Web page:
I read a blog post today over at the group blog, No Hands But Ours, that really resonated with me. The author was discussing virtual twins (also called artificial twinning). This occurs in a case like ours when there are 2 non-biologically related children of the same age in the family. In essence, Isaac and Matthew are close enough in age to be considered “twins”. Many people have lots to say (good and bad) about doing this. We clearly felt it was the right thing to do for our family.
First of all, we liked the idea of having boys close in age. However, with that being said, I don’t think it ever occurred to us that they would practically be twins. We had to promise our adoption agency that we would hold Matthew back so they wouldn’t be in the same grade in school. We didn’t even think much of this considering his diagnosis. Honestly, we expected that he would not only NEED to be held back that year, but that he might require so many special classes that they wouldn’t even be in the same stratosphere at school. We prepared ourselves for delays in Matthew. Delays that might make it seem as if he was at least a year younger.
Obviously we are THRILLED that Matthew doesn’t seem to have many delays at all. BUT the fact that he is a practically “normal” and healthy boy reminds us that we are pretty much dealing with twins here. And while the boys do spend a lot of time playing and laughing and running and squealing (honestly, some days I don’t know how any of us would be surviving if they didn’t have each other), it also makes things harder in some senses. There is competition, jealousy, and let’s face it, they are boys–fighting. Lots of pushing, hitting, shoving…or Isaac’s specialty, laying on your adversary.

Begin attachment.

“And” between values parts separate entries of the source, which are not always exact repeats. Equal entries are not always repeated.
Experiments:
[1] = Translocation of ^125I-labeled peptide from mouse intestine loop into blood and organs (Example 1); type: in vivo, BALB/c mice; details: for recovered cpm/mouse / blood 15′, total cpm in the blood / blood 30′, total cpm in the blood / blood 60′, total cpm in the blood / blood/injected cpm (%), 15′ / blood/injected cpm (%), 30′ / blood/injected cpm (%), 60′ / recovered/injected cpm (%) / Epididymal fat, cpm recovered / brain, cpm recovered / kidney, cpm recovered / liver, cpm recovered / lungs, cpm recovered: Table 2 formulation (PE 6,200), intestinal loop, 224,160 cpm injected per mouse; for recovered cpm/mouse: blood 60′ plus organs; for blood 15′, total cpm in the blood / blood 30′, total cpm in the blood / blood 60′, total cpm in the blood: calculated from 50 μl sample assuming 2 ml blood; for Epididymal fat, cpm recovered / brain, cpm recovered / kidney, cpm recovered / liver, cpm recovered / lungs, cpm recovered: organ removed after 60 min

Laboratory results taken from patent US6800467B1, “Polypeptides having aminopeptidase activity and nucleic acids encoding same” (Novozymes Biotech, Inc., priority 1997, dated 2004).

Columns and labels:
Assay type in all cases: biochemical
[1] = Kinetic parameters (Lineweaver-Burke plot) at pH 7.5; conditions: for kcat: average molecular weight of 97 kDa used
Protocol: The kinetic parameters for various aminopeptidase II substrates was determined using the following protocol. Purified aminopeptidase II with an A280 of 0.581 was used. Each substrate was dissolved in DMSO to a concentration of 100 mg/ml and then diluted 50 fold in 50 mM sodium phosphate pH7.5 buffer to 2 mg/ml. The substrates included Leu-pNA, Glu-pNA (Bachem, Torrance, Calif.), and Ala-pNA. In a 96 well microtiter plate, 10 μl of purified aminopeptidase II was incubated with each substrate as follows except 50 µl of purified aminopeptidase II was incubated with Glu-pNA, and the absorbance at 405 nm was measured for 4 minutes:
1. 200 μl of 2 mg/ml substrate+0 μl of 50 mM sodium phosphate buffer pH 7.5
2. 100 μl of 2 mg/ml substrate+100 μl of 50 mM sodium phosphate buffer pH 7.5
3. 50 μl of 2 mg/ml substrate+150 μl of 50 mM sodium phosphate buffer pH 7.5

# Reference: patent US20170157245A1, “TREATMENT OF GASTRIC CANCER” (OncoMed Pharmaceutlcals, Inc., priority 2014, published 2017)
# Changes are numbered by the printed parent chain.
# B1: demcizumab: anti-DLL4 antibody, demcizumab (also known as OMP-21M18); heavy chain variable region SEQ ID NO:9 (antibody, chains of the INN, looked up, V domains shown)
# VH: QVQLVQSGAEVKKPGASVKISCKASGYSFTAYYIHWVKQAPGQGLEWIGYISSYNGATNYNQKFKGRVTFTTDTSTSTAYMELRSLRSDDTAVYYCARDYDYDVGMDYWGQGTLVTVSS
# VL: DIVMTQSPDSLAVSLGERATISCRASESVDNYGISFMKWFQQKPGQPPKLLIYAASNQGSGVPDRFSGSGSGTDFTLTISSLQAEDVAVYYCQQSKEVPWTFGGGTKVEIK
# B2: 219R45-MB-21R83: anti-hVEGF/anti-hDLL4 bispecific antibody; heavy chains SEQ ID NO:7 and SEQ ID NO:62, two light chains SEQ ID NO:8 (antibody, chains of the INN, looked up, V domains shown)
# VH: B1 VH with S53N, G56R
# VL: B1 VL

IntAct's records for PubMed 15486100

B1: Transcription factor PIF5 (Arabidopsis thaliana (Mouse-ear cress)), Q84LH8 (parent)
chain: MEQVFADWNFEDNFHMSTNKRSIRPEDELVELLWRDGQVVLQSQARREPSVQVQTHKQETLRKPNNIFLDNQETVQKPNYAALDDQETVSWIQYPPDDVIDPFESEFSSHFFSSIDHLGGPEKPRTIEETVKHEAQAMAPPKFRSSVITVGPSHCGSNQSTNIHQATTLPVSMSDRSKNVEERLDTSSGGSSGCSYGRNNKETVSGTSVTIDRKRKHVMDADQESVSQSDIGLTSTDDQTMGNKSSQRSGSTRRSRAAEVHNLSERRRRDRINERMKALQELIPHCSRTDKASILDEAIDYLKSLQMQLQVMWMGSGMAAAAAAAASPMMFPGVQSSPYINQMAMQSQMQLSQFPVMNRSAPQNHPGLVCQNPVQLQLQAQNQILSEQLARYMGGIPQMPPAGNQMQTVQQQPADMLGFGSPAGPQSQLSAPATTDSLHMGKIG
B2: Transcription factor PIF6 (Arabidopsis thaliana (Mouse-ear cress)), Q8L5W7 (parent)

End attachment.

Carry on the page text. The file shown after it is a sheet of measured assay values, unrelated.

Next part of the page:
Back to the blog post. In discussing her experience with the artificial twinning of her adopted children, the author wrote one thing that really hit home with me, and basically said what I have been feeling but unable to articulate:
“Bonding with Maddy was harder because she was the same age as our Gwen. Love isn’t something that happens immediately so there was a gap because I already loved my other kids. I was, understandably, very protective of them and that interfered with bonding because Maddy was frequently mean to her “twin” (biting, hitting, etc). Oh boy — we had LOTS of that! I found that many of my maternal instincts were working overtime against each other for the first six months that we were together. When I wasn’t actively angry at Maddy, I was consumed with guilt over ever having been mad at her in the first place.“
While most of our days here are pretty good, we have had some really bad ones too. On Friday, Matthew hit Isaac right in the eye, leaving a pretty bad mark. Just a couple hours later, he hit him square in the nose with a wagon handle. I don’t say that to make it sound like Matthew is a bad seed. He isn’t! He is a boy for one thing. A tougher boy than Isaac. And he is dealing with a lot of very obvious frustrations in his life, not the least of which is that he can’t tell Isaac (or anyone) exactly what he wants to tell him. But it was very hard for me to see those things happening to “my baby” that day. It made me angry. And on top of being angry about it, I hated myself for being angry because what kind of monster would be mad at a 2-year old boy who is only trying to process an enormous trauma? It’s a really vicious cycle of anger and guilt….and the funny thing is that Isaac had forgiven within minutes while I was still so upset inside.
If you are interested in learning more about artificial twinning that blog post is definitely worth a read!